No, this isn't a post about Emmaus, but many brothers and sisters do find themselves on the road over the Easter holiday, and so our friends over at Johnny Steadfast decided to run one of my travelogues from the BJS Quarterly's "Not Your Grandfathers' Church" series.
Here's an excerpt:
Most of us worship in our own congregations or in the congregations of family members who attend churches similar to ours. It is easy therefore to dismiss concerns about others’ worship practices as conservative over-reaction to a guitar or an unfamiliar setting of the liturgy. Certainly some confessional Lutherans are repristinators at heart, and so their complaints aren’t taken very seriously by average churchgoers who simply don’t share their passion for the culture of 1950’s Wisconsin or 1580’s Wittenberg. But these articles are written so that you may know indeed that today’s LCMS is not your grandfathers’ church, and that it is going to take the work of some truly courageous leaders to restore unity to our communion. Whether these things are going on in your church or not, you, the laymen of the evangelical Lutheran Church, can provide the leadership we need. “Ecclesiastical Supervision” is everyone’s responsibility! We need change from above and from below–and lay leadership is key.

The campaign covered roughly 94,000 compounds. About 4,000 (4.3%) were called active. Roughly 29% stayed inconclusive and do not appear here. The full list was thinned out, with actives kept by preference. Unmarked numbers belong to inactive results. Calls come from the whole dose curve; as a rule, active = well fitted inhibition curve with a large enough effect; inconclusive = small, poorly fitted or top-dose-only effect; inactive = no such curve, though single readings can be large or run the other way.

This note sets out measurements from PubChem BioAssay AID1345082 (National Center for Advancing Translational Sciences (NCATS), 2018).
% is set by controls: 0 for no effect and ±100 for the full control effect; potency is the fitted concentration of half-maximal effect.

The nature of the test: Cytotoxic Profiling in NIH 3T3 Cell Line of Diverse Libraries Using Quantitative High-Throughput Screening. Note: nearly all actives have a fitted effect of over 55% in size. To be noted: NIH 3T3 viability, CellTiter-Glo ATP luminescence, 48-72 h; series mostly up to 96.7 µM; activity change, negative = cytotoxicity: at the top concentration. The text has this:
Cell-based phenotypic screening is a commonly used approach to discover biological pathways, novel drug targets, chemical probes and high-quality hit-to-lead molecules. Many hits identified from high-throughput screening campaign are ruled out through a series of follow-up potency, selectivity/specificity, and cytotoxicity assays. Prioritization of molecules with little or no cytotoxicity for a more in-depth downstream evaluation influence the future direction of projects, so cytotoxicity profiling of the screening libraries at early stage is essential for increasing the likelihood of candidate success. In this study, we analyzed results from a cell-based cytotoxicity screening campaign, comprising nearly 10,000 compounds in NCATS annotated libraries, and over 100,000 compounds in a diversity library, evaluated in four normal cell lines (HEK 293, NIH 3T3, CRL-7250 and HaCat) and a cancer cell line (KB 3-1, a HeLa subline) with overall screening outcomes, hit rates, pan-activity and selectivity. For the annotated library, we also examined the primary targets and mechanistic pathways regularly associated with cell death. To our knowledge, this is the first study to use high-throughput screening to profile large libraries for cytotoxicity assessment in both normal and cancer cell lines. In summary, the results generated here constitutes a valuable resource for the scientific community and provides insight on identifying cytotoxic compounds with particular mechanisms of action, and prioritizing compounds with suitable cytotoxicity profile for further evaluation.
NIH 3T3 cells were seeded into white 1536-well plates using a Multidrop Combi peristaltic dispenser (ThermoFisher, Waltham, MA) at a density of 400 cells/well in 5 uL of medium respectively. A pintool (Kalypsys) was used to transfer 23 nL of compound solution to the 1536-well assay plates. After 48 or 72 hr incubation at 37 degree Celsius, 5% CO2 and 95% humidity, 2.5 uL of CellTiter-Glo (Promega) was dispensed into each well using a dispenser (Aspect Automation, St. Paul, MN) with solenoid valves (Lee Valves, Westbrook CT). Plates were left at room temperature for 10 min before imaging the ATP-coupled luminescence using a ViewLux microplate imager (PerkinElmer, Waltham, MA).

Certainly nobody can put a stop to a congregation doing whatever it wants to do. But we can appeal to their consciences to return to the fold. And, if they refuse, we can and should stop them from hanging the LCMS sign outside their door. We did not create this conflict, but our decision as to whether we will confront it or avoid it will determine whether or not this synod prevails. Think about it: how long would Subway last if they allowed hundreds of their stores to stop selling sandwiches and offered only pastries instead?
The report was about I service I attended while on sabbatical last year doing research for the book I am working on. But it was a service like that attended by many of us who happened to be on the road visiting family this past weekend. It included a heterodox "affirmation of faith" in place of a historic Creed, open communion with "altar call style" invitation for non-members to join in at the Lord's Table, and a liturgical emphasis on sanctification apart from justification. Some of us even suffer through such things in our home congregations!
What do you encounter when you come across "blended" worship? Are some of these practices finding their way into your home congregation? What do you think about all this?